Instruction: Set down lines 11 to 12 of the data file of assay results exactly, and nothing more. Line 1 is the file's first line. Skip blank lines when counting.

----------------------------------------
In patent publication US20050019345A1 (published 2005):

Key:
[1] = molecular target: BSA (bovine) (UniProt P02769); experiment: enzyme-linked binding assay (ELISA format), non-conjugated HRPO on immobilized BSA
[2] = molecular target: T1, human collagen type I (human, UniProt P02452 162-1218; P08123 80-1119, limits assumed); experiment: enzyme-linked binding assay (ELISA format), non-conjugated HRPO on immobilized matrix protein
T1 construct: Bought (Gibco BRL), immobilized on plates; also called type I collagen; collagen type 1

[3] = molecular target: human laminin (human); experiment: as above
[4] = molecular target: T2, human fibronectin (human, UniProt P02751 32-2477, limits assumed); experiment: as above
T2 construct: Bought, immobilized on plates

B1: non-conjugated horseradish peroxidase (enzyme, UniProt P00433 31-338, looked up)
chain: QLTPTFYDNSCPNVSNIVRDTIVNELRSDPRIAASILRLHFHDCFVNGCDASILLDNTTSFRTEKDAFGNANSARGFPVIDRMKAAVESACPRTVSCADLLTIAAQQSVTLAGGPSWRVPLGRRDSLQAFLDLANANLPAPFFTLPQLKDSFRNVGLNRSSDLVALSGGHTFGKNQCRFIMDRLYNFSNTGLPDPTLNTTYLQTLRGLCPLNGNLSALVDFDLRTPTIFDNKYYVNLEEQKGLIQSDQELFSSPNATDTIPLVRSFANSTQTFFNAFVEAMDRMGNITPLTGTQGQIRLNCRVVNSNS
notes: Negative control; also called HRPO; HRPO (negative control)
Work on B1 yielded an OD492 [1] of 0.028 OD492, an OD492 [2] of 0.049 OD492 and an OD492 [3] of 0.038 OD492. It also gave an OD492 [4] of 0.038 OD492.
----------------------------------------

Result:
notes: Negative control; also called HRPO; HRPO (negative control)
Work on B1 yielded an OD492 [1] of 0.028 OD492, an OD492 [2] of 0.049 OD492 and an OD492 [3] of 0.038 OD492. It also gave an OD492 [4] of 0.038 OD492.